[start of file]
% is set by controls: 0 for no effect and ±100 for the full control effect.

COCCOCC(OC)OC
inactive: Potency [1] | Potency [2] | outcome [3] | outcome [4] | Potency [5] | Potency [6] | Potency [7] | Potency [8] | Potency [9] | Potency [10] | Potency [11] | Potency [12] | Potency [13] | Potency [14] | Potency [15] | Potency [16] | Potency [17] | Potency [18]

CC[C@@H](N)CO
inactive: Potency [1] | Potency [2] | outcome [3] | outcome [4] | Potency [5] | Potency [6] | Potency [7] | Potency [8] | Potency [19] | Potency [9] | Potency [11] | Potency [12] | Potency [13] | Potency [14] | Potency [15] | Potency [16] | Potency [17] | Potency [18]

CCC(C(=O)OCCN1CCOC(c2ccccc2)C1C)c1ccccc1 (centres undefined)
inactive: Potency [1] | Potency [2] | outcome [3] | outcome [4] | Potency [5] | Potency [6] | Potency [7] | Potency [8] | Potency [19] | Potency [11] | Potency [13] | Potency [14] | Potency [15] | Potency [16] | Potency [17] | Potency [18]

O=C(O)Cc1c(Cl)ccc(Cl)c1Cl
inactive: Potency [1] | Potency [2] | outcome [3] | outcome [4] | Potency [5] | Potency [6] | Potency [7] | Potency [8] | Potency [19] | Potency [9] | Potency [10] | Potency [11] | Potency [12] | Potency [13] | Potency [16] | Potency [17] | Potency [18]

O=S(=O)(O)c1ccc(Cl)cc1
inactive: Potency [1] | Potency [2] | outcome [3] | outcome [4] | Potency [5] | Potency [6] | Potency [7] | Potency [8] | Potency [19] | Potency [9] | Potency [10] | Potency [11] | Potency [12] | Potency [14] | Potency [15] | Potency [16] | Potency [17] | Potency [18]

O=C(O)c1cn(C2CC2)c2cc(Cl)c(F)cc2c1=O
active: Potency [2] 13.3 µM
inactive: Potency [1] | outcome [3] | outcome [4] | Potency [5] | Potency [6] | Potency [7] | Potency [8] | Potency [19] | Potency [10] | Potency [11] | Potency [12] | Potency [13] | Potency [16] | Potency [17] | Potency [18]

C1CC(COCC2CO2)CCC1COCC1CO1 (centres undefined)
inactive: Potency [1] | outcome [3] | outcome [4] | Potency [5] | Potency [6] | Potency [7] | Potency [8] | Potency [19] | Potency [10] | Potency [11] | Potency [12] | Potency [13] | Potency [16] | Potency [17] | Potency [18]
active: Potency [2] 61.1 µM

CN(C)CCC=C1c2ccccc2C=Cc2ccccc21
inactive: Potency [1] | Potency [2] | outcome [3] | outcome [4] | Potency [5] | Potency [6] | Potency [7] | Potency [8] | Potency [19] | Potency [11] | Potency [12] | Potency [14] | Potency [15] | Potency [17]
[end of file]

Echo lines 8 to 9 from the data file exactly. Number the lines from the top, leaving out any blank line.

O=C(O)Cc1c(Cl)ccc(Cl)c1Cl
inactive: Potency [1] | Potency [2] | outcome [3] | outcome [4] | Potency [5] | Potency [6] | Potency [7] | Potency [8] | Potency [19] | Potency [9] | Potency [10] | Potency [11] | Potency [12] | Potency [13] | Potency [16] | Potency [17] | Potency [18]